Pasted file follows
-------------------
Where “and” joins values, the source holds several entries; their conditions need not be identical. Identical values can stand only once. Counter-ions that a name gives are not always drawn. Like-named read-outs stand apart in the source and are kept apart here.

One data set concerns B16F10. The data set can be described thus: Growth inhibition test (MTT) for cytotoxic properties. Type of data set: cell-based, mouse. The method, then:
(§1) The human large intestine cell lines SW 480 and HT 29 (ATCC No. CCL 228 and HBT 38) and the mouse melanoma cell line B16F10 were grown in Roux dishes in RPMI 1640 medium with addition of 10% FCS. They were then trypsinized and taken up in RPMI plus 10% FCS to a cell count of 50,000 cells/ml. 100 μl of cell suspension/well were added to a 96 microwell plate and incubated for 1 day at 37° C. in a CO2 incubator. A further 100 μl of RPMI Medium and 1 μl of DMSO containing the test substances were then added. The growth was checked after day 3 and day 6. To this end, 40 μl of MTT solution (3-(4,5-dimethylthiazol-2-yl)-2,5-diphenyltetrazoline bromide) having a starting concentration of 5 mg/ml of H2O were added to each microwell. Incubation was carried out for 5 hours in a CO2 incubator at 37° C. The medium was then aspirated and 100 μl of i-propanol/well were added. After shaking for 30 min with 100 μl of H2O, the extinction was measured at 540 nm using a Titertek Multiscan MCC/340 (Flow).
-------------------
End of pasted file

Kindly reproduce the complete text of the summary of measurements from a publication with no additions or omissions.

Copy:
Where “and” joins values, the source holds several entries; their conditions need not be identical. Identical values can stand only once. Counter-ions that a name gives are not always drawn. Like-named read-outs stand apart in the source and are kept apart here.

One data set concerns B16F10. The data set can be described thus: Growth inhibition test (MTT) for cytotoxic properties. Type of data set: cell-based, mouse. The method, then:
(§1) The human large intestine cell lines SW 480 and HT 29 (ATCC No. CCL 228 and HBT 38) and the mouse melanoma cell line B16F10 were grown in Roux dishes in RPMI 1640 medium with addition of 10% FCS. They were then trypsinized and taken up in RPMI plus 10% FCS to a cell count of 50,000 cells/ml. 100 μl of cell suspension/well were added to a 96 microwell plate and incubated for 1 day at 37° C. in a CO2 incubator. A further 100 μl of RPMI Medium and 1 μl of DMSO containing the test substances were then added. The growth was checked after day 3 and day 6. To this end, 40 μl of MTT solution (3-(4,5-dimethylthiazol-2-yl)-2,5-diphenyltetrazoline bromide) having a starting concentration of 5 mg/ml of H2O were added to each microwell. Incubation was carried out for 5 hours in a CO2 incubator at 37° C. The medium was then aspirated and 100 μl of i-propanol/well were added. After shaking for 30 min with 100 μl of H2O, the extinction was measured at 540 nm using a Titertek Multiscan MCC/340 (Flow).